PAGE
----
## Sunday, July 11, 2010

### More Ramjet Performance Numbers for the Strap-On Pod

The image is a graph of overall energy conversion efficiency for the ramjet strap-on pod, for which cycle analysis performance was posted in 4 articles previously. 3 of these were dated 2-20-10, and the 4th was dated 2-28-10.

The energy conversion efficiency relates engine thrust power delivered to the airframe, to the fuel combustion energy flowing from tank storage. It is a sort of overall energy efficiency, not a cycle efficiency. The thrust power is engine thrust times flight velocity in appropriate units of measurement. The energy flowing from storage is the engine fuel mass flow, times the fuel gravimetric lower heating value, again in appropriate units. Efficiency is the ratio of thrust power to energy flow from storage.

The thrust can be reported in either of two force accounting schemes, net jet or installed. These differ primarily in whether the inlet additive (pre-entry) drag is subtracted from thrust (installed) or added to airframe drag (net jet). This particular translating-spike inlet, which maintains shock-on-lip operation at all flight Mach numbers, has no additive drag. So, in this particular case, there is no difference.

In the ratio creating the efficiency, thrust divides by fuel flow to create the ramjet engine's specific impulse. Again, normally there would be two different values, net jet and installed. But, in this particular design, there is no difference.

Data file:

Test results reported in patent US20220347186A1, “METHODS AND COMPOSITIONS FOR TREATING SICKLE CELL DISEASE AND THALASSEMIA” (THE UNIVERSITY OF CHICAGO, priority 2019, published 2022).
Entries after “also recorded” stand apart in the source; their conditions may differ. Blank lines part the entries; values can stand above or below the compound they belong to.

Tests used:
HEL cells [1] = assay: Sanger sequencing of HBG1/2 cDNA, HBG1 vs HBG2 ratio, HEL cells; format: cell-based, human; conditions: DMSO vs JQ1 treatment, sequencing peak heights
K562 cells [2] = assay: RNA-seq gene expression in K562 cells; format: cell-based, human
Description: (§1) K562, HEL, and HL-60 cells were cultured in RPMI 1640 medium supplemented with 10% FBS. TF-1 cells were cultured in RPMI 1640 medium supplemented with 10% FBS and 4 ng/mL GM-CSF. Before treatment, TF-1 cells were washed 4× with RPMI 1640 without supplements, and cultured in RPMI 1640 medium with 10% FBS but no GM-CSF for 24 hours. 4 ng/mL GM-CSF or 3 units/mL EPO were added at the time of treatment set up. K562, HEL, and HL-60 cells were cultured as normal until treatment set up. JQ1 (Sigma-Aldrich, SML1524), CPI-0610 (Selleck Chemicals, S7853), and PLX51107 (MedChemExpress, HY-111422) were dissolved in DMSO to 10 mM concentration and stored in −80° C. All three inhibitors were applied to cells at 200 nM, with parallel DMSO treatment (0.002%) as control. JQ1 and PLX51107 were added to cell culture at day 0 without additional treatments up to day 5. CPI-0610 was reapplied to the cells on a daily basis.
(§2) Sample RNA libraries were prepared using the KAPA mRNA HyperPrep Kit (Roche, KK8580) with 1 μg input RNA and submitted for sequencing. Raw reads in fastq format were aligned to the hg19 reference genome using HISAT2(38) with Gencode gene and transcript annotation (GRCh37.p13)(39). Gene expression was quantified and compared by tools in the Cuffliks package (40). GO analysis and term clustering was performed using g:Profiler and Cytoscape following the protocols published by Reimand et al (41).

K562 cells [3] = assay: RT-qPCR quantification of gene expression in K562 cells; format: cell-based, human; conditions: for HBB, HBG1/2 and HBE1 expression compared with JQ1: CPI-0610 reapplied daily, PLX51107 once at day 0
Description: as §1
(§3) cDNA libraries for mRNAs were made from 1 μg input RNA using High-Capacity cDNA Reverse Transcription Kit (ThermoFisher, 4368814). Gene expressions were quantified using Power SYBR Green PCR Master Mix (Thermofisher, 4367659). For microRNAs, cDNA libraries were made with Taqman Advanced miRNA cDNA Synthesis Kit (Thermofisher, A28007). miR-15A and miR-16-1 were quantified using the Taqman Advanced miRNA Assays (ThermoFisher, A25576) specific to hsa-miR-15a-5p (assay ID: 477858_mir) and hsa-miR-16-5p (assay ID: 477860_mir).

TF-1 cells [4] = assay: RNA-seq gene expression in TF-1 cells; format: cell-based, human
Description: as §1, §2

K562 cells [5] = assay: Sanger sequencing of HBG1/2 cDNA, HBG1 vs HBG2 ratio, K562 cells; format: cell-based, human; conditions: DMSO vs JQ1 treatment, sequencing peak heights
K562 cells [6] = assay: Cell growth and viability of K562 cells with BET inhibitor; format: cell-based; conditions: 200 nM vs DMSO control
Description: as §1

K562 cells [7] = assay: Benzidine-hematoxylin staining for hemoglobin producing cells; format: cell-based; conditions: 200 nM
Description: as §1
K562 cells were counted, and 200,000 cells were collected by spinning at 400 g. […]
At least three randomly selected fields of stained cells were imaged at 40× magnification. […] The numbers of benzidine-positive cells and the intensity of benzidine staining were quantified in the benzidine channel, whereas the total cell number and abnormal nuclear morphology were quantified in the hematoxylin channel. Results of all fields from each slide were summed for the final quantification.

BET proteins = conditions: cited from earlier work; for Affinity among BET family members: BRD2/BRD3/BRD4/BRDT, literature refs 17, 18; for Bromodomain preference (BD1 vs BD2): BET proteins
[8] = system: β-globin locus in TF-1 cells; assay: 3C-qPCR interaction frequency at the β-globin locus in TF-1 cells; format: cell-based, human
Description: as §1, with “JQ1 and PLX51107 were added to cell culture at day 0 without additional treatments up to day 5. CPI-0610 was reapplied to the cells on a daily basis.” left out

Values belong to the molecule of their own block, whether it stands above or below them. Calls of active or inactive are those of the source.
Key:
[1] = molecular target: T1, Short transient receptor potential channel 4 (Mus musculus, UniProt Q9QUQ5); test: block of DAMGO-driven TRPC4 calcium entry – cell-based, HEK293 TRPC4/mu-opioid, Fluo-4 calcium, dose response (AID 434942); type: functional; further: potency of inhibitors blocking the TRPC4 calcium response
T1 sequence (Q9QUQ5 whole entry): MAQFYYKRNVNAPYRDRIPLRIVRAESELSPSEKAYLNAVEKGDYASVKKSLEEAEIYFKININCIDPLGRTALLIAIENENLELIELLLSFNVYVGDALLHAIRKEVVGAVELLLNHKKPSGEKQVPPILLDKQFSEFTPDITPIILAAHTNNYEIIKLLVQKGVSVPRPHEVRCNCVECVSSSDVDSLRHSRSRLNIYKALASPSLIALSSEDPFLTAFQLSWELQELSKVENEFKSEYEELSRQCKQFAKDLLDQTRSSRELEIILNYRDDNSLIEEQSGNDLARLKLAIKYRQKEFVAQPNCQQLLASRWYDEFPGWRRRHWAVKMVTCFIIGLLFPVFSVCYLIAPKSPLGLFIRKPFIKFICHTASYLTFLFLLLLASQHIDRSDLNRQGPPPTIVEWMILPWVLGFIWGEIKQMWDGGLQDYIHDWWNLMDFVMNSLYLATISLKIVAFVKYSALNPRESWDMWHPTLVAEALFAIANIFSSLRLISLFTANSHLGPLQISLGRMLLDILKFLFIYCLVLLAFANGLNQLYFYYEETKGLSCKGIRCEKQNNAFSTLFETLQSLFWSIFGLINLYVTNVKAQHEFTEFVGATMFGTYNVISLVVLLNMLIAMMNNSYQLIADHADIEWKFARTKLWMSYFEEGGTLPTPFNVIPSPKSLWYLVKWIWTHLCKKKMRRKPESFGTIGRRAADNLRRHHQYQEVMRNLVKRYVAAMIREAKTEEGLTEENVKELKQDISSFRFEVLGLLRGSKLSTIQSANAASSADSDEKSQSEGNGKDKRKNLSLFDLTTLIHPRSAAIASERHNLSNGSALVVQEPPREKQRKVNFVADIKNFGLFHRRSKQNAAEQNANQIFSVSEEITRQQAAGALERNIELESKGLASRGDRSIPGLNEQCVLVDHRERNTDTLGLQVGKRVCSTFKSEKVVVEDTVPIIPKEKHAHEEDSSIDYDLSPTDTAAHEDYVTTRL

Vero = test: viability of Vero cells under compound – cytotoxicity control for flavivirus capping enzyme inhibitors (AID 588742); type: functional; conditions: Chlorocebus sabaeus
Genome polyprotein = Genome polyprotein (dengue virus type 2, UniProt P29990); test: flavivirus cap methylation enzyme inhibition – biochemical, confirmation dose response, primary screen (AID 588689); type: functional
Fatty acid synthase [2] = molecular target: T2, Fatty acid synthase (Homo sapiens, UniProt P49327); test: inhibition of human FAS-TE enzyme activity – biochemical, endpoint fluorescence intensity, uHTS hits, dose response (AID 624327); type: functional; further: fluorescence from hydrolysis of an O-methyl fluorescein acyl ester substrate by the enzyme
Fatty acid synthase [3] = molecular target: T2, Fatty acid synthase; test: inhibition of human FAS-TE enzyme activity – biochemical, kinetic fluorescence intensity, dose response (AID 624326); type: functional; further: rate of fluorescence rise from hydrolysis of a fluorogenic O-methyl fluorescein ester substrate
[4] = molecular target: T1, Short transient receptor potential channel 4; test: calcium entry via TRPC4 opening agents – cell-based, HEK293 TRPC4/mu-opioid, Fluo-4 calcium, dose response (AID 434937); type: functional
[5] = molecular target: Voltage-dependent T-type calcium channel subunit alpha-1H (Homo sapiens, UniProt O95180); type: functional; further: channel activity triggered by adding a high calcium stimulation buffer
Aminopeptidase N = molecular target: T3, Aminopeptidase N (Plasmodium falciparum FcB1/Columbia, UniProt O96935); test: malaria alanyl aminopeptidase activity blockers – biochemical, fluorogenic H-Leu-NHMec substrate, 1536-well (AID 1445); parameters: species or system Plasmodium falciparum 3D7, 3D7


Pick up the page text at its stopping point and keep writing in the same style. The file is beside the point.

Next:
The ratio equation looks like this:

efficiency = (ramjet Isp)(flight velocity)/(gravimetric fuel lower heating value)

In the graph above, there is very little effect of altitude, from 5000 feet all the way to 100,000 feet. The variation with flight Mach number is almost parabolic, if one fairs through the middle of the altitudes. A parabolic model was formulated and included in the graph. That model equation is:

efficiency = -0.22(M - 4.2)^2 + 0.33

Remarkably enough, if one does not spend much time flying at speeds below about Mach 2, a simple constant average figure of 30% efficient would be a good representation for purposes of very crude back-of-the-envelope models based on energy quantities.

Calculation of these quantities is very easy to include in the cycle analysis for the ramjet engine, as the above thrust power efficiency equation indicates. Whether this has utility beyond crude back-of-the-envelope calculations remains to be seen. But, it is very intriguing.